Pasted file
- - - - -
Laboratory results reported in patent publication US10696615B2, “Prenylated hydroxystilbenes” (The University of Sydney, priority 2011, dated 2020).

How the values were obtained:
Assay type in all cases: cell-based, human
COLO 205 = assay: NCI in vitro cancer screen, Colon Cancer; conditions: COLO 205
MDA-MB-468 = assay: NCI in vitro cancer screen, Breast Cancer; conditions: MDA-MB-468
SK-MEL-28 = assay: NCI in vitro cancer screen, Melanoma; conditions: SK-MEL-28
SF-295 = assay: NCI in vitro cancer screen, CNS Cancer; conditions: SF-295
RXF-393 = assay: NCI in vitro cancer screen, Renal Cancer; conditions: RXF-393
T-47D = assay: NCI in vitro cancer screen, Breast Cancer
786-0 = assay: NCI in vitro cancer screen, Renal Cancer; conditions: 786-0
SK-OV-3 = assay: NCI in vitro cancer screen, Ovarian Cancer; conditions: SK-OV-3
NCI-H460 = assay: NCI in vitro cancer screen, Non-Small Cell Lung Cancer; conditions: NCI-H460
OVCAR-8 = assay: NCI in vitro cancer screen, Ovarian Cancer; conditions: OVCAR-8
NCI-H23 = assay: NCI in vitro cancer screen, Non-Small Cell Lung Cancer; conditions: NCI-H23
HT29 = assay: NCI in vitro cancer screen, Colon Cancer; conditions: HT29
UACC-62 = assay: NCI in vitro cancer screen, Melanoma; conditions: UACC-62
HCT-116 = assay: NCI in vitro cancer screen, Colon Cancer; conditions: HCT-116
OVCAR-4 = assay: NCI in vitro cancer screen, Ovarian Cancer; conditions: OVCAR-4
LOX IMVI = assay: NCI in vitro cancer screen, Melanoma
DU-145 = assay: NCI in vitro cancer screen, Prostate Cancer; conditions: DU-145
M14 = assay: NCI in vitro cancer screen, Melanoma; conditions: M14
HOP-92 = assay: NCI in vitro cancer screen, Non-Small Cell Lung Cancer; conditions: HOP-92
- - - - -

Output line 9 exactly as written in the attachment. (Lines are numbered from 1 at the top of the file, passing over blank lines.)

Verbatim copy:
T-47D = assay: NCI in vitro cancer screen, Breast Cancer